Spare Parts and the middle man.

Macphail
30th August 2009, 22:31
Spare Parts and the middle man.
Budget control is important, but how can it operate, no chance, because of the middle manís mark up. Computerised device arrive on board to measure the fuel viscosity, original bill from the manufacturer was found in the box, the middle man had applied a 100% mark up. Control room A/C compressor failed, no spares, US manufacturer,
US bound, contacted them and a new compressor was on the jetty on arrival, 60% less than the normal cost. Bollocking from the HQ purchasing department for going direct.
How many sticky fingers are in the pie.

John.

cubpilot
30th August 2009, 23:02
standard off the shelf ball or roller races for pumps, huge mark up, etc, but having worked for a big engine builder the income from spares is vital to keep the business afloat in lean times. lose the manufacturer and you have lost the supplies of those special parts or your new and improved engine or pump etc

Fieldsy
31st August 2009, 15:39
Always found ordering spares a bit of a game. When I drew up a list of generator spares I needed to restock it would be telexed to head office for an engineer super to check. They'd invariably cross out about 20% of what I ordered - I'm convinced it was just done so they could be seen to be doing something meaningful and saving the company money. That's doing me and the company no good when I run out of something essential in the middle of the Atlantic.

So, I'd draw up what I needed, then add some high cost and totally unnecessary items. These would scream off the paper for the super, who would cross them off. Leaving me with exactly what I required!

chadburn
31st August 2009, 15:57
That was the way to do it Fieldsy, at least it made them feel useful and more important to them, "IN CONTROL"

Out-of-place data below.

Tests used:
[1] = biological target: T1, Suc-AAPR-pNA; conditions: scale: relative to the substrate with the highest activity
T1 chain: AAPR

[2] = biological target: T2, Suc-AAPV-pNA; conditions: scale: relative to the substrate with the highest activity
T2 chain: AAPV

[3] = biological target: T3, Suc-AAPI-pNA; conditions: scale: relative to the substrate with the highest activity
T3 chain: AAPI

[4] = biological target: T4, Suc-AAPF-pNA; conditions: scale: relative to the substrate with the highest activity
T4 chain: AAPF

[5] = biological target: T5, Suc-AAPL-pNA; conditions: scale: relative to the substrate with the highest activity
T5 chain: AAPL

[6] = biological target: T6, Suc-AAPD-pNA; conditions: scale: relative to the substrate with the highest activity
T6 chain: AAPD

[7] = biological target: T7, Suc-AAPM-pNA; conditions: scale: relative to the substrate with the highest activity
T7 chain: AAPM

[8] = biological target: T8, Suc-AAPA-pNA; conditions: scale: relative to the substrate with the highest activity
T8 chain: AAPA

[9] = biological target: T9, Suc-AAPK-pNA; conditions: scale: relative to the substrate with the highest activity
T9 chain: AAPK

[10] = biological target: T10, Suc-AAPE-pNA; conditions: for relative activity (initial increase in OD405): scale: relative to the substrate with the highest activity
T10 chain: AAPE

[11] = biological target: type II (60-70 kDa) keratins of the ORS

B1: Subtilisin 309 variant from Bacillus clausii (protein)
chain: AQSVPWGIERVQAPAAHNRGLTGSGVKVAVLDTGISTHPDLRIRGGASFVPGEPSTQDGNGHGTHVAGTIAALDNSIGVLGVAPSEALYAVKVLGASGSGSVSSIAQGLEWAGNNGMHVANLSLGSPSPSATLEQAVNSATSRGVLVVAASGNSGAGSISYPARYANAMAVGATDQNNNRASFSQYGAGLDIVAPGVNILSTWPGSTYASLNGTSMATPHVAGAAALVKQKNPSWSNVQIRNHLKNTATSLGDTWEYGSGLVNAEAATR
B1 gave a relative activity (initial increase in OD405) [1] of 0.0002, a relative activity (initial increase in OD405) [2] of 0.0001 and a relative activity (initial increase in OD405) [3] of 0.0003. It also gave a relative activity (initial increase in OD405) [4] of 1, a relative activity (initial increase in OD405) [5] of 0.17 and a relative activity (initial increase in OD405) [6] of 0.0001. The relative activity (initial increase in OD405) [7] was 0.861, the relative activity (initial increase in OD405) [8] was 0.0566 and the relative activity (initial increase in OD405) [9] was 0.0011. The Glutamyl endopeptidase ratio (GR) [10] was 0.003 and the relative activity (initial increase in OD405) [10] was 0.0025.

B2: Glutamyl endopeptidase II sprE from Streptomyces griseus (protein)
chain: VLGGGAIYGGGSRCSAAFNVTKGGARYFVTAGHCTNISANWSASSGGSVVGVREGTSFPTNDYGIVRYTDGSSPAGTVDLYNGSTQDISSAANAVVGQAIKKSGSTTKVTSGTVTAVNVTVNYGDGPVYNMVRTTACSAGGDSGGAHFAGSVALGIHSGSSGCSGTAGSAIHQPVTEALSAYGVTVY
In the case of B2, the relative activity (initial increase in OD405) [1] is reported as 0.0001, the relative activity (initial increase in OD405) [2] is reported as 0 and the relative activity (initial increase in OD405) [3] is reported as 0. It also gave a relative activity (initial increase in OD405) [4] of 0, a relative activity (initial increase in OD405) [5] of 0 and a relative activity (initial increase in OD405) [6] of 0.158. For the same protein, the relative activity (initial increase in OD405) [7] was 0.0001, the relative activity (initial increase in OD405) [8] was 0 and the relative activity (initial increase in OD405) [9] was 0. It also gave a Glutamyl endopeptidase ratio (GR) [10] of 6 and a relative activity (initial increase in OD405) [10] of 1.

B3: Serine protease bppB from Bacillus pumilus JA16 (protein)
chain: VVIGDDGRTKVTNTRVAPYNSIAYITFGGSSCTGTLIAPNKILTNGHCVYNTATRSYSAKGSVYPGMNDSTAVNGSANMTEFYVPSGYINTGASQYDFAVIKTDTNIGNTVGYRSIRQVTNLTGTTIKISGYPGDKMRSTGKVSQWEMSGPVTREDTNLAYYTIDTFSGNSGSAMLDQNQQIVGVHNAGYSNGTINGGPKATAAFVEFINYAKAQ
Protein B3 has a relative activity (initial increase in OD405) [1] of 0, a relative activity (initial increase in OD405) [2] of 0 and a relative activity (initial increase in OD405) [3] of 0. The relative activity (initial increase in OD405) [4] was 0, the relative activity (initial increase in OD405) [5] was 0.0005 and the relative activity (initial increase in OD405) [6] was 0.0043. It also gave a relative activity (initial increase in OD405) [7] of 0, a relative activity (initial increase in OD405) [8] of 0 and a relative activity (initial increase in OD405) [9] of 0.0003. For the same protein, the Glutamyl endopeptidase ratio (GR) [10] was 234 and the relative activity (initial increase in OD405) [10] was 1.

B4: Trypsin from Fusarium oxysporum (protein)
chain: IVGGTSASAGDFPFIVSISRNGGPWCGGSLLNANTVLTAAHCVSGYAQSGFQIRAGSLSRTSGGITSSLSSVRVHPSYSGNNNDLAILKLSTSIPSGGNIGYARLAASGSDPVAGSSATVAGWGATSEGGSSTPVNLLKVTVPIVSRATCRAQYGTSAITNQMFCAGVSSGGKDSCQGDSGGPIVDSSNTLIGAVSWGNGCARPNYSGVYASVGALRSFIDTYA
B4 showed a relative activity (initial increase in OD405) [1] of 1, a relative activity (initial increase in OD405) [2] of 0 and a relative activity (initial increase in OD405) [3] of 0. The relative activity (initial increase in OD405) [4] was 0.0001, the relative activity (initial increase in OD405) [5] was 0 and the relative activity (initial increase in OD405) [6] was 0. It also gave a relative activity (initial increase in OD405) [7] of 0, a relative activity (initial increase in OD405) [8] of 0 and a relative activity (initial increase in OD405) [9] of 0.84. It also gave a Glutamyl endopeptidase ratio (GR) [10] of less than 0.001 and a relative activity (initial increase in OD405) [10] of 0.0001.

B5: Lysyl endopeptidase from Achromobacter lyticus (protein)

surfaceblow
31st August 2009, 16:44
I never had a problem with the office cutting out the spares that I ordered. I did have problems with the purchasing department buying the cheapest knock offs that they could find.

I did how ever had to re-box and return parts. The knock off generator diesel parts that already had cracks on the con rods. We were going to do a complete overhaul of the generator diesels while underway with a Tech Rep from Mak. The Tech Rep took one look at the parts that were purchased and ordered his own parts from the factory.

The worst was the knock off purifier seal kits. The knock off seals did not last a CIP cycle. After pointing out that we were using three times has many seal kits using the knock offs the purchasing department started to purchase the kits from the manufacturer again.

One time I required a shaft for a pump I found out that my opposite had already ordered the pump shaft as per sample. When I finally received the shaft the shaft would not fit the pump. After talking to the purchasing department telling me that they supplied the correct parts. I was about to send a message stating that I did not care how the shaft was ordered I just wanted the shaft that fits. Unfortunately the Captain changed the wording so it was more PC.

Joe

makko
31st August 2009, 16:47
Nowadays, most manufacturers offer Long Term Service Agreements (LTSA) to programme not only spares but technical manpower. They also contain provision for catastrophic failure to ensure a speedy return to service.

MAN for example are setting up strategic service centres worldwide through their Prime Serv division. I have recently read an interesting article in Diesel Facts about MAN's technical relationship with the Norwegian tanker company Odfjell to provide reconditioning services to their shipboard gennys, including cyl. hds., pistons and liners.

The main limiting factor today is time. These LTSA's allow forward planning and a fairly predictable budget.